Filtering people out
    In September, the Army will add another Web series to 2400/7--which follows nine soldiers around the clock. One of the Army’s recruiting challenges is to differentiate itself from its sister services, and this series highlights the variety of career fields in which soldiers can serve. "All of the other services added together don’t equal the size and scope of the options we offer," says Eaton.

    Still, even Eaton admits that because the advertising campaign resonates so well with young people, it does at times encourage a response from individuals who are not qualified. The Army uses the chat room to filter those people out, saying that its cyber-recruiters can be brutally honest. Indeed, the Friday-night chat in August included a Swedish man named Morgan who wanted to enlist in the U.S. Army. The recruiters told him that he needed a green card before he could apply.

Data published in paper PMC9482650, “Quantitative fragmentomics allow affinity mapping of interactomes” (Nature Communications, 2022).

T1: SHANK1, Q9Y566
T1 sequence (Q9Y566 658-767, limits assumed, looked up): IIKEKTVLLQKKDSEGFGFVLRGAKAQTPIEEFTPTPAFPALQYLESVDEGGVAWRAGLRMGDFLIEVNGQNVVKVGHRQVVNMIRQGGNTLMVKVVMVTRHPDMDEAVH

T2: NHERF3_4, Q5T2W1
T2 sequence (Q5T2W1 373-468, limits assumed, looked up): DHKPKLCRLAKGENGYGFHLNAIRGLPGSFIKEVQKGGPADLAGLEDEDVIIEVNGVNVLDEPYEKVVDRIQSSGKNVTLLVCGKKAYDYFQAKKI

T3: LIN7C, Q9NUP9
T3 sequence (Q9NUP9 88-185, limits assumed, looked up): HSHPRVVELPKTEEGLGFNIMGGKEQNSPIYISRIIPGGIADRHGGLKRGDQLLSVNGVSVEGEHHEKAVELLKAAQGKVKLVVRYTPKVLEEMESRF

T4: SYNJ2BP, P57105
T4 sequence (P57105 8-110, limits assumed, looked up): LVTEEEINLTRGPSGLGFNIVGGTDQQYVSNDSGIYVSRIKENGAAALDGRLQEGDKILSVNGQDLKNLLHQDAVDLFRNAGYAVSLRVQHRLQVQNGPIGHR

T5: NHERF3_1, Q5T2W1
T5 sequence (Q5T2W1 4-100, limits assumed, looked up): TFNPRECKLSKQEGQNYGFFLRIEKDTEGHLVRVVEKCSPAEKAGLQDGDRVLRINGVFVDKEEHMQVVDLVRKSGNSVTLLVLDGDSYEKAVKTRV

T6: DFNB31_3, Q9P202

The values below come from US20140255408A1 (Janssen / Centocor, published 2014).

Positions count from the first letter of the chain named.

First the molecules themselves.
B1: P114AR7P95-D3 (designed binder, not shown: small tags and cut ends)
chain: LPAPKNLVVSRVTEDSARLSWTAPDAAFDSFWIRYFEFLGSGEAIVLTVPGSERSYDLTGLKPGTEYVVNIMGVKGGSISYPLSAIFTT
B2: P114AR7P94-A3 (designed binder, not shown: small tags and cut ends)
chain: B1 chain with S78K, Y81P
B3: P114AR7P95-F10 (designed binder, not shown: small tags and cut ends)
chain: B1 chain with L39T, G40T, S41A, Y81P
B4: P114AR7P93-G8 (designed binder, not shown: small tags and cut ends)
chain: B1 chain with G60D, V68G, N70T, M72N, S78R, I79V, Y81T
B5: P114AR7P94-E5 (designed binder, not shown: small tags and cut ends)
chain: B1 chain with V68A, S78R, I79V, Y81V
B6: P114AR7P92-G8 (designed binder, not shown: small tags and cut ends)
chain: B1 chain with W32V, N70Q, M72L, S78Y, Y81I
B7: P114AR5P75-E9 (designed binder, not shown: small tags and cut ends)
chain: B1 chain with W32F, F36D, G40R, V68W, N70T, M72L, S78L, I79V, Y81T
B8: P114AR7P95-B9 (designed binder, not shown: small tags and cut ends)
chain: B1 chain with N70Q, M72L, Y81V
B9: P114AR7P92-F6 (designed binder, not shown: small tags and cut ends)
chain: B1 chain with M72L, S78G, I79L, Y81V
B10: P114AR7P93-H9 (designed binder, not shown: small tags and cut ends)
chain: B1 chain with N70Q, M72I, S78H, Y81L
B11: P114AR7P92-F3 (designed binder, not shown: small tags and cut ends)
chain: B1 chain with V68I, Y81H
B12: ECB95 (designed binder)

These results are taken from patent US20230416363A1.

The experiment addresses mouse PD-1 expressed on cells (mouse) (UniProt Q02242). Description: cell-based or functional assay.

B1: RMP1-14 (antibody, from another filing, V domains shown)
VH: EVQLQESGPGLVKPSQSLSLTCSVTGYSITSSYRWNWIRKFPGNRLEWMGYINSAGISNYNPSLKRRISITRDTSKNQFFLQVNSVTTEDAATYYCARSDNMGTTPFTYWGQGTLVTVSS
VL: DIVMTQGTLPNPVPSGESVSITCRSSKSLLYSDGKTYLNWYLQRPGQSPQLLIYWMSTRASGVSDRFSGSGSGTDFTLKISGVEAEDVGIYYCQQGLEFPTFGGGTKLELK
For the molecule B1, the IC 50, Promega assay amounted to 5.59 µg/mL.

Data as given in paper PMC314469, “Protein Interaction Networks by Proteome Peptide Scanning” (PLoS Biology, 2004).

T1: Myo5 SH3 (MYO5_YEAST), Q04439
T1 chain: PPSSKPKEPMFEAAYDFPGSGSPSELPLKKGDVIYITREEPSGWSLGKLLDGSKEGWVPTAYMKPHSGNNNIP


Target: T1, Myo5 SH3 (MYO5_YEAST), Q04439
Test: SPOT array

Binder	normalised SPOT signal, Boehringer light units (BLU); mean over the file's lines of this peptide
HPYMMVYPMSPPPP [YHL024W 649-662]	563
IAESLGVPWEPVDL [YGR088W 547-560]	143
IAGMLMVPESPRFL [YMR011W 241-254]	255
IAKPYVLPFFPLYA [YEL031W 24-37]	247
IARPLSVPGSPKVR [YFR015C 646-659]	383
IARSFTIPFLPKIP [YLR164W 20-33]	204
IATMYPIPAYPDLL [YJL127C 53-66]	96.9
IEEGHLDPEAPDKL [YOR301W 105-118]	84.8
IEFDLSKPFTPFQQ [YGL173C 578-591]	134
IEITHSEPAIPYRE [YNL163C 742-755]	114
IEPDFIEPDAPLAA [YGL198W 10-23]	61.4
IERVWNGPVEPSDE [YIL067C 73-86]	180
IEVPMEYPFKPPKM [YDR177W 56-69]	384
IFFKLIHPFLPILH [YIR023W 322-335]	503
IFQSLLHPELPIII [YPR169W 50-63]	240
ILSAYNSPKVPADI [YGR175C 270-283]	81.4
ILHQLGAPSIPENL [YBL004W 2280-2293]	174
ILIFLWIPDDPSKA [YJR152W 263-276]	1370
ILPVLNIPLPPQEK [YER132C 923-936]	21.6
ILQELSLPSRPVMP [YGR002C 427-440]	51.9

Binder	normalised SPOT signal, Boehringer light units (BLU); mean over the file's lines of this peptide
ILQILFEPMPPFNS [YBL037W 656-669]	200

Another would-be soldier, with the screen name ArmyBratt, had just been caught shoplifting $35 worth of merchandise that day and wondered whether he would still be eligible for Warrant Officer Flight Training, also known as the high-school-to-flight-school program. The recruiters didn’t hesitate to tell ArmyBratt that while he could still enlist in the Army once the charges were cleared, admission to the flight school program is so competitive that he shouldn’t bother to apply with shoplifting charges against him.

    Even with all this honesty, somehow the discussion of would-be soldiers actually going to war fails to come up during a half-hour spent in the chat room. In fact, stresses themes like individual fulfillment, adventure and teamwork but does not address the battlefield, or the fact that soldiers may indeed risk their lives for their country.

    What the Army has accomplished, though, is the creation of a site that is "enormously engaging for a 16-year-old male," says CareerXroads’ Crispin. "By the time they’re 18, they can’t think of doing anything but joining."